3. Amend global indicators and develop country-level indictors
Research in Bangladesh made clear that the proposed global indicator framework for the compact lacks key metrics. For example, there are no metrics for non-financial contributions to host countries, the impact of contributions, support towards conditions for safe, voluntary and dignified return, and adherence to non-refoulement. There was also a prevailing sense that in a context like the Rohingya crisis, the aspirations of the indicator framework are too far out of reach and could discourage progress. More could be done to recognise and welcome incremental steps, such as the Bangladesh government’s approval of an informal learning curriculum for refugee children, through additional country-level indicators.
4. Convene a global discussion on innovative approaches to responsibility-sharing
It is widely assumed that easing the pressure on host countries is mainly about mobilising financial contributions. This assumption rests on an overly simplistic understanding of what ‘easing pressure’ involves. Pressure comes from a variety of sources, including negative public opinion, environmental pressure and security concerns. Sometimes money is the solution but not always. In particular, the case of Bangladesh highlights the importance of diplomatic efforts to support conditions for durable solutions as a form of easing pressure.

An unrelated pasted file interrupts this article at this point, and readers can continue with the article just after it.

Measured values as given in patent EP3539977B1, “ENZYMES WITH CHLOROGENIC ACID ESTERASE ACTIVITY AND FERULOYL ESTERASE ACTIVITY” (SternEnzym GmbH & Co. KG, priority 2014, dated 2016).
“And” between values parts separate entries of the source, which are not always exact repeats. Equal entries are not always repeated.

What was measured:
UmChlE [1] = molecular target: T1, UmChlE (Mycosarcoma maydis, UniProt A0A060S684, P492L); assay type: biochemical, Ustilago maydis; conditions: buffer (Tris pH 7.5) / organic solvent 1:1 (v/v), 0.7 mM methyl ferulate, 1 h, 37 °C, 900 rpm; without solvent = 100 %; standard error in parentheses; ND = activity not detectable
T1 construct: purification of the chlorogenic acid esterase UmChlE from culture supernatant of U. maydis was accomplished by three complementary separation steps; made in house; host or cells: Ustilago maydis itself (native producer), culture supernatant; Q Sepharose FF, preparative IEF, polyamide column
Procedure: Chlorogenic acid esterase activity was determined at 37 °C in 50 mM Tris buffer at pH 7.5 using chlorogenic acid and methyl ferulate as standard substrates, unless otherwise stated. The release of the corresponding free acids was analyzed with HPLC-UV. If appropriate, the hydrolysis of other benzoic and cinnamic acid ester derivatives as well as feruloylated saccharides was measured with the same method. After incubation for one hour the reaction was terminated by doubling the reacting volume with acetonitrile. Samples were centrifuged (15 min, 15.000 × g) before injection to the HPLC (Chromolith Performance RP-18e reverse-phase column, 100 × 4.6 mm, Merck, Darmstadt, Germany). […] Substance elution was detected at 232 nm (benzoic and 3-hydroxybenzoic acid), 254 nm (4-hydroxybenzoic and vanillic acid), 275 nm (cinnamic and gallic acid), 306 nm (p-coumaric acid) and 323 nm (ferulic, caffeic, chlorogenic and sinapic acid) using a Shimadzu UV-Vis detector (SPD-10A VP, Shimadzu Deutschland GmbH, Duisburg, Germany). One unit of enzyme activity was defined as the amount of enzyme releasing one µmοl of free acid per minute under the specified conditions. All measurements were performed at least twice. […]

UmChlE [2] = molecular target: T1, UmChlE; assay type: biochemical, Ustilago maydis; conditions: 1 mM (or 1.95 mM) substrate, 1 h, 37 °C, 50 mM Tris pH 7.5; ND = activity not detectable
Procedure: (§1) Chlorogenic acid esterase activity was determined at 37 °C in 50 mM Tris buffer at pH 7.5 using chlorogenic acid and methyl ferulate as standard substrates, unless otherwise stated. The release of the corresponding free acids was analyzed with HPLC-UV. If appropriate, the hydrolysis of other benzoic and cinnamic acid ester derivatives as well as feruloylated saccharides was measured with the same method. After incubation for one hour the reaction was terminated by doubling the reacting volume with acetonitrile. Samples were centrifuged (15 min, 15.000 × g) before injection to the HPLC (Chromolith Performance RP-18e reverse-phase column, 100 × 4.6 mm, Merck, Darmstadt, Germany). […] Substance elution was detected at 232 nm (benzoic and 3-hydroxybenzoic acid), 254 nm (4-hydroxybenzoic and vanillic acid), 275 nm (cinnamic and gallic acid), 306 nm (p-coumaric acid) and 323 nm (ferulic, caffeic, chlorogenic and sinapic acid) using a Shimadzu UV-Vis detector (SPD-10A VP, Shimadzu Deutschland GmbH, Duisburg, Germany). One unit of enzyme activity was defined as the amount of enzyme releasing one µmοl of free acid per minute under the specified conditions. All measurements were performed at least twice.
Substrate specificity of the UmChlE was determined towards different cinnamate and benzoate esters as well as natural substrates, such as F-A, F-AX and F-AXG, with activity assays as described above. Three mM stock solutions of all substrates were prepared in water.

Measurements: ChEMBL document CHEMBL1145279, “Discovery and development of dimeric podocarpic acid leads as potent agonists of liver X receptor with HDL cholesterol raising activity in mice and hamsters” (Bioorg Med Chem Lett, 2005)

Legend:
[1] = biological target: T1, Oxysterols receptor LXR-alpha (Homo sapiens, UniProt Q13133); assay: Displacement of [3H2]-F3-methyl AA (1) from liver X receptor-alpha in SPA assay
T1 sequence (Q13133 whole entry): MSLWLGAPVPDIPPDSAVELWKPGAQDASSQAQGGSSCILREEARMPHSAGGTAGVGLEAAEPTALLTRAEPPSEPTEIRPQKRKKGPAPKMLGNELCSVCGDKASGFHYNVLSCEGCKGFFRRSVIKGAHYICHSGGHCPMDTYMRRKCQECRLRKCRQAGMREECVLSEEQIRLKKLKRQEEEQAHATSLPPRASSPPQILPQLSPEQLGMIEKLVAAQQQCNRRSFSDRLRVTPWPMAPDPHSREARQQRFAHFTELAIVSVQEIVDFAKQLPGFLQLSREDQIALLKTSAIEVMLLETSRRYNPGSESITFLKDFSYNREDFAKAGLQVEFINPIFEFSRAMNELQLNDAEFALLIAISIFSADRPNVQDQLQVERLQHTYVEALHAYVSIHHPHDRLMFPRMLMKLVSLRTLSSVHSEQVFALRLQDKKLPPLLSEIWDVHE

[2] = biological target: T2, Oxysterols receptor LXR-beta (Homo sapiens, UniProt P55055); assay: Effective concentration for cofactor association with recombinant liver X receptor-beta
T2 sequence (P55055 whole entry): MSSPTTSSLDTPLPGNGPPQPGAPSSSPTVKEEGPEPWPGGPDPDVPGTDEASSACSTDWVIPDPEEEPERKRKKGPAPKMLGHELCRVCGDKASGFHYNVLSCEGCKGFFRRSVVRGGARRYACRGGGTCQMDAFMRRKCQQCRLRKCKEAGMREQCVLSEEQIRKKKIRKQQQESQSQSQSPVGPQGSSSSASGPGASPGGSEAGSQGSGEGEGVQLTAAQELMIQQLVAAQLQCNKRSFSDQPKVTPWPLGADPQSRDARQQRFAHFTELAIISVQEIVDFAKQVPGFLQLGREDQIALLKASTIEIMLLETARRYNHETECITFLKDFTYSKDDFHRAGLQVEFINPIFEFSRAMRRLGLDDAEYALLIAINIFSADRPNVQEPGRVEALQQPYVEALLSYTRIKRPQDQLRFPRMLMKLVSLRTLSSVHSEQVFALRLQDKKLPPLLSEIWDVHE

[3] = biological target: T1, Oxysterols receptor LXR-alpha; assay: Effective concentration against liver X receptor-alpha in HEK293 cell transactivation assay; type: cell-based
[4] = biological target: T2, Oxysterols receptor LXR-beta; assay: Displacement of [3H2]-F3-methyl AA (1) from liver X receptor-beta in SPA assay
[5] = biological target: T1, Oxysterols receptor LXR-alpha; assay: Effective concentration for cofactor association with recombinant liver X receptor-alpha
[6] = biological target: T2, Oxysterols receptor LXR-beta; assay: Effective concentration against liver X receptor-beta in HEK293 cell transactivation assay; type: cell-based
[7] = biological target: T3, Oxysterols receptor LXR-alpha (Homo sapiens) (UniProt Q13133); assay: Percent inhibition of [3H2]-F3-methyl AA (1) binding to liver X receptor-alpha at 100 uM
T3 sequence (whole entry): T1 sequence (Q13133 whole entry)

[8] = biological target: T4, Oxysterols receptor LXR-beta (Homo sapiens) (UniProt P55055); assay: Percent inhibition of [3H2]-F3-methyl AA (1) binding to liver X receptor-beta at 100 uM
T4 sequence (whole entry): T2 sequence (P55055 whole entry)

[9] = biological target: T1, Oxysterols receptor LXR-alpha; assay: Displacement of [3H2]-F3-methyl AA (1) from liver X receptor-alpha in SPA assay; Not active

5. Develop new tools to expand third-country solutions and support conditions for voluntary return in safety and dignity
The compact is weighted towards local integration and refugee self-reliance, and proposes few concrete tools in terms of significantly expanding access to third-country solutions or advancing conditions to support safe, voluntary and dignified return. There was a stark contrast in Bangladesh between the importance of safe, voluntary and dignified return, both for the government and for refugees themselves, and the lack of concrete tools in the compact to facilitate progress on this front.
6. Encourage high-income countries to meet their commitments to the compact
Finally, interviews revealed a perception in Bangladesh of an inconsistency among donor governments: on the one hand pushing for significant reforms in Bangladesh, for example on self-reliance, and on the other implementing policy restrictions domestically. This is not a new trend, but without progress on implementing the compact’s principles domestically in donor countries, it is likely that host states will continue to question the compact’s responsibility-sharing spirit.
This first Global Refugee Forum is an opportunity to take stock of progress and credit success where it is due. However, this and future forums also need to take a critical look at lessons so far from large-scale crises, and take action so that these inform the future of the Compact. This is crucial if it is to live up to its promise as a game-changer for refugee responses, and move from words on paper to making a meaningful difference in the lives of refugees and the communities hosting them.
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